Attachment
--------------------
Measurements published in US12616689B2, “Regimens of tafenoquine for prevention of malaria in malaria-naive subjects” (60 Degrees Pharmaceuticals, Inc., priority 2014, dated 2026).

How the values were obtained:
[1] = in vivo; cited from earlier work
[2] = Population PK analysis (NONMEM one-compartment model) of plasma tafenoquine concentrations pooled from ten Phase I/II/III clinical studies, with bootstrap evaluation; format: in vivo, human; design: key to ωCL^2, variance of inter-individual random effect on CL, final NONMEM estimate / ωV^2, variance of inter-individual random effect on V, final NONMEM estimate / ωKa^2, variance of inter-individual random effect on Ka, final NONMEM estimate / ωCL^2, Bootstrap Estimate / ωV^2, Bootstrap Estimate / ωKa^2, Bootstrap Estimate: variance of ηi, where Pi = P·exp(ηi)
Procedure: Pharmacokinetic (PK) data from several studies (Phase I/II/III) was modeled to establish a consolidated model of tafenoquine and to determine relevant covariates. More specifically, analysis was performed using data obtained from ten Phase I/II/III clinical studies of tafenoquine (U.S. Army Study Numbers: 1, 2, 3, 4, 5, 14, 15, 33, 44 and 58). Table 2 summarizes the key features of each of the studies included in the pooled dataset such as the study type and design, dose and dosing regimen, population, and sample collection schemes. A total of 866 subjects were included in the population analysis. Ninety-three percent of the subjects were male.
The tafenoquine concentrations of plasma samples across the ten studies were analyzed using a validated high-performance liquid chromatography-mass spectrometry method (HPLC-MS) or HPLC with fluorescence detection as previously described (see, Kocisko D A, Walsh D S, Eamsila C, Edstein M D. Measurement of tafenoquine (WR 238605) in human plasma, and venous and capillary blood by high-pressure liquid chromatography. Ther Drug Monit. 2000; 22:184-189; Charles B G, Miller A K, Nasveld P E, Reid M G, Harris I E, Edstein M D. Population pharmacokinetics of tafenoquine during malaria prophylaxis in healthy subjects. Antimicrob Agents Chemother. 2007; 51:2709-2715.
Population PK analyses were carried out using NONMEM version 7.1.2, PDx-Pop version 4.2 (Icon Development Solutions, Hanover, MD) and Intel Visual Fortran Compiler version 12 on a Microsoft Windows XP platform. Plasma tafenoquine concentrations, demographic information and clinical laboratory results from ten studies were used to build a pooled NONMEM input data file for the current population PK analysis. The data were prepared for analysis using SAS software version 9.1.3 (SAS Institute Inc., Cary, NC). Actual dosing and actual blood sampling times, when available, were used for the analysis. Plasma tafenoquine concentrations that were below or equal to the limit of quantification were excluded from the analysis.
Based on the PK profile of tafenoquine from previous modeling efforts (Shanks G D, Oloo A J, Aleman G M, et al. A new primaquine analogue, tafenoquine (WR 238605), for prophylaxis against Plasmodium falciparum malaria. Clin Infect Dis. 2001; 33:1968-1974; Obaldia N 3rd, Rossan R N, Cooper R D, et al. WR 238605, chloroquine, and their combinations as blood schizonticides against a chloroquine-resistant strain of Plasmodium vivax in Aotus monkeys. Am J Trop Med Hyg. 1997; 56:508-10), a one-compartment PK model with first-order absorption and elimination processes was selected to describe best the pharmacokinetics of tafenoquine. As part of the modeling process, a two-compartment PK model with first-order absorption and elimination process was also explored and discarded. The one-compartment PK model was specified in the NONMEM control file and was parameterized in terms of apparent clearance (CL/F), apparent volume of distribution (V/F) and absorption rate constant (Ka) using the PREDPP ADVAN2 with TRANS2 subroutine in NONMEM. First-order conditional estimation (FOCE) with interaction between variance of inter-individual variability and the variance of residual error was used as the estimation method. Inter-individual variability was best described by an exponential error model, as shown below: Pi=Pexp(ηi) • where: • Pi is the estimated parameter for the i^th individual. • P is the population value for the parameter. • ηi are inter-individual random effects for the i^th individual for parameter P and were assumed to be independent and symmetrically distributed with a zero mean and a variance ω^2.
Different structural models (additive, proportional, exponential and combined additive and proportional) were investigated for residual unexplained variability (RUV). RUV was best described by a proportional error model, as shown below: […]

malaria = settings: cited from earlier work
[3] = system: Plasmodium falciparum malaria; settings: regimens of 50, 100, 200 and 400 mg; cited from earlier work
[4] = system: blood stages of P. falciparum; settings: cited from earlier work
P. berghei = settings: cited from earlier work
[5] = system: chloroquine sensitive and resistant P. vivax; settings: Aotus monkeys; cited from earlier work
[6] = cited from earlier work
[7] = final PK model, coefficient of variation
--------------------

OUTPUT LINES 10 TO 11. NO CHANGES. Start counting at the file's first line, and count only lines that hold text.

malaria = settings: cited from earlier work
[3] = system: Plasmodium falciparum malaria; settings: regimens of 50, 100, 200 and 400 mg; cited from earlier work